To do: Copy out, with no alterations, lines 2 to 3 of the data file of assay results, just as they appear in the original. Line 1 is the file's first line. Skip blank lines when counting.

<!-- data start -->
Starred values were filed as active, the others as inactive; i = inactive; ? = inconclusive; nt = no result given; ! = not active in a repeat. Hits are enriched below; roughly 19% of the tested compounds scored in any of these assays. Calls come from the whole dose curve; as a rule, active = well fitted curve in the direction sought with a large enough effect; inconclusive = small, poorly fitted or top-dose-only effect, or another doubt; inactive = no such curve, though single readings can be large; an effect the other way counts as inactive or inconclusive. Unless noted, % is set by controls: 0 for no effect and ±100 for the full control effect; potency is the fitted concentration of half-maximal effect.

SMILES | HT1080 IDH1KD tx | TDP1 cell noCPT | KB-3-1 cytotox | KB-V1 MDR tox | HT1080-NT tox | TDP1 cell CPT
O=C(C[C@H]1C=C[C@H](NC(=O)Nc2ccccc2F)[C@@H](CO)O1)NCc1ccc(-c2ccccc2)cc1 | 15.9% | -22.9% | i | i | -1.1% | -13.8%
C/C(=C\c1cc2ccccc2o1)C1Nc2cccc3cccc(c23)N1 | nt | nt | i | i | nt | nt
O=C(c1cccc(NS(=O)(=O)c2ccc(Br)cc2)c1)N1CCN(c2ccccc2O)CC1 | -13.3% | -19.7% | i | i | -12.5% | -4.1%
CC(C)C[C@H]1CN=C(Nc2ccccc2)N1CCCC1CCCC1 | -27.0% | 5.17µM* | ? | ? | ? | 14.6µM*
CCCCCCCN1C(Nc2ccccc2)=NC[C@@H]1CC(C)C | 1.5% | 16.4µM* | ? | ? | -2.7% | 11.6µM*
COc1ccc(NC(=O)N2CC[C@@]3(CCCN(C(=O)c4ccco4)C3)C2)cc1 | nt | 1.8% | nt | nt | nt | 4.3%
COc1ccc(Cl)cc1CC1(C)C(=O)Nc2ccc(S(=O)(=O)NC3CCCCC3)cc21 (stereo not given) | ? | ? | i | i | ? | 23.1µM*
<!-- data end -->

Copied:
SMILES | HT1080 IDH1KD tx | TDP1 cell noCPT | KB-3-1 cytotox | KB-V1 MDR tox | HT1080-NT tox | TDP1 cell CPT
O=C(C[C@H]1C=C[C@H](NC(=O)Nc2ccccc2F)[C@@H](CO)O1)NCc1ccc(-c2ccccc2)cc1 | 15.9% | -22.9% | i | i | -1.1% | -13.8%